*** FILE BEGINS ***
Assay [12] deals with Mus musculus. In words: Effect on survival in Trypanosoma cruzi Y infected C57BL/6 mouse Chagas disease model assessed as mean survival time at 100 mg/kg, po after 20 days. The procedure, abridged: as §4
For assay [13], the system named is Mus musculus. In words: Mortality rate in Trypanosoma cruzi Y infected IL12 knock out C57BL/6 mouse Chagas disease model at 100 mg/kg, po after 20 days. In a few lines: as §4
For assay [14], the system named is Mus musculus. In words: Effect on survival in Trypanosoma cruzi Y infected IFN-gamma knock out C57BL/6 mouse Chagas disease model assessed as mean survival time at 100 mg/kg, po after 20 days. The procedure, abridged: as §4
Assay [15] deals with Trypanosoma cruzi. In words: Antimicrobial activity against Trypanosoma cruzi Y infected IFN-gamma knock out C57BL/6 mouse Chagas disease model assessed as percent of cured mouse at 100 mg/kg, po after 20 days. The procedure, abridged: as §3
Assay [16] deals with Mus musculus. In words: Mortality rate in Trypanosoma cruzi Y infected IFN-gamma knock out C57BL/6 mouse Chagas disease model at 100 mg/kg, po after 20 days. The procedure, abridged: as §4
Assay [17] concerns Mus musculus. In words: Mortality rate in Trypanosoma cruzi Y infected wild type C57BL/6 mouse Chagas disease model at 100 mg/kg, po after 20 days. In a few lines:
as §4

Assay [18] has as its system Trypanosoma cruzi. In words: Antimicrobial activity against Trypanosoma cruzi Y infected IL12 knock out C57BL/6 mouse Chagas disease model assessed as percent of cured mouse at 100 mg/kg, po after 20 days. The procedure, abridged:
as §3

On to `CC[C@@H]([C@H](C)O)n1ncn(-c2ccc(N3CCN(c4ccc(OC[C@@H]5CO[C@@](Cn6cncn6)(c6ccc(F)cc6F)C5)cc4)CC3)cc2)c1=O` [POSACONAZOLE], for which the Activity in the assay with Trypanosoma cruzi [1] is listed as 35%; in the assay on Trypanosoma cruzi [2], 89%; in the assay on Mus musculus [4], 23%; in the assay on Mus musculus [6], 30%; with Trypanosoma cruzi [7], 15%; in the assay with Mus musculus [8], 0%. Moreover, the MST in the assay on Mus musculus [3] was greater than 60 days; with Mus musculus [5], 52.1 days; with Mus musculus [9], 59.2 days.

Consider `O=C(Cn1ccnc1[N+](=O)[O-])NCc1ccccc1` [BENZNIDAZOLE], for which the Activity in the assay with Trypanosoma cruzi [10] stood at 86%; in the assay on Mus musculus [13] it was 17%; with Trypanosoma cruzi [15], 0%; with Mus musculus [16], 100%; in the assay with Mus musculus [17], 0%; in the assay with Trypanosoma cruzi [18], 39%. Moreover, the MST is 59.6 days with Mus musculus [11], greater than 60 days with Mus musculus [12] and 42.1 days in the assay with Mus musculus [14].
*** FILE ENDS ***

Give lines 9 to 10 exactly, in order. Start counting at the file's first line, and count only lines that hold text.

as §3

On to `CC[C@@H]([C@H](C)O)n1ncn(-c2ccc(N3CCN(c4ccc(OC[C@@H]5CO[C@@](Cn6cncn6)(c6ccc(F)cc6F)C5)cc4)CC3)cc2)c1=O` [POSACONAZOLE], for which the Activity in the assay with Trypanosoma cruzi [1] is listed as 35%; in the assay on Trypanosoma cruzi [2], 89%; in the assay on Mus musculus [4], 23%; in the assay on Mus musculus [6], 30%; with Trypanosoma cruzi [7], 15%; in the assay with Mus musculus [8], 0%. Moreover, the MST in the assay on Mus musculus [3] was greater than 60 days; with Mus musculus [5], 52.1 days; with Mus musculus [9], 59.2 days.